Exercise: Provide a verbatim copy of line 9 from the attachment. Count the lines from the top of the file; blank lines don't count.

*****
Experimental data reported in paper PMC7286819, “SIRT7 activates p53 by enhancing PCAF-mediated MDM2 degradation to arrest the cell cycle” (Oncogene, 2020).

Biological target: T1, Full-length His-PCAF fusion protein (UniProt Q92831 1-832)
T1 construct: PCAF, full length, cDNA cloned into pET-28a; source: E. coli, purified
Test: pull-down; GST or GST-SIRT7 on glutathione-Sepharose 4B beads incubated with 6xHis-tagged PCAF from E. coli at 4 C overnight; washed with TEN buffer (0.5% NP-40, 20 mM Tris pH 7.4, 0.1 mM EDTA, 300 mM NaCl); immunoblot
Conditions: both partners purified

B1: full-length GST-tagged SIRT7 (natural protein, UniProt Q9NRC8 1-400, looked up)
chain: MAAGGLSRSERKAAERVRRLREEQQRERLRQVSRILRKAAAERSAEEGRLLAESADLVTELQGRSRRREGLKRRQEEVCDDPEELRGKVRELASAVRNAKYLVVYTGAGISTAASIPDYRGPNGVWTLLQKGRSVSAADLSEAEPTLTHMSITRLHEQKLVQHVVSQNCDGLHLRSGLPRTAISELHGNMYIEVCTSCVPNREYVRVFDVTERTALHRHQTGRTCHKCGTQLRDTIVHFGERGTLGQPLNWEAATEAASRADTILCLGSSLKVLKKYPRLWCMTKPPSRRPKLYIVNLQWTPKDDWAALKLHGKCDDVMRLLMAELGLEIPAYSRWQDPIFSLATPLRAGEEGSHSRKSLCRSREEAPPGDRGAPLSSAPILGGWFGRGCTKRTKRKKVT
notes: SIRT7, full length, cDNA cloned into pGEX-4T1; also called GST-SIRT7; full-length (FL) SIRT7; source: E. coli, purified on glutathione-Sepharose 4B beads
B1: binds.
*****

B1: binds.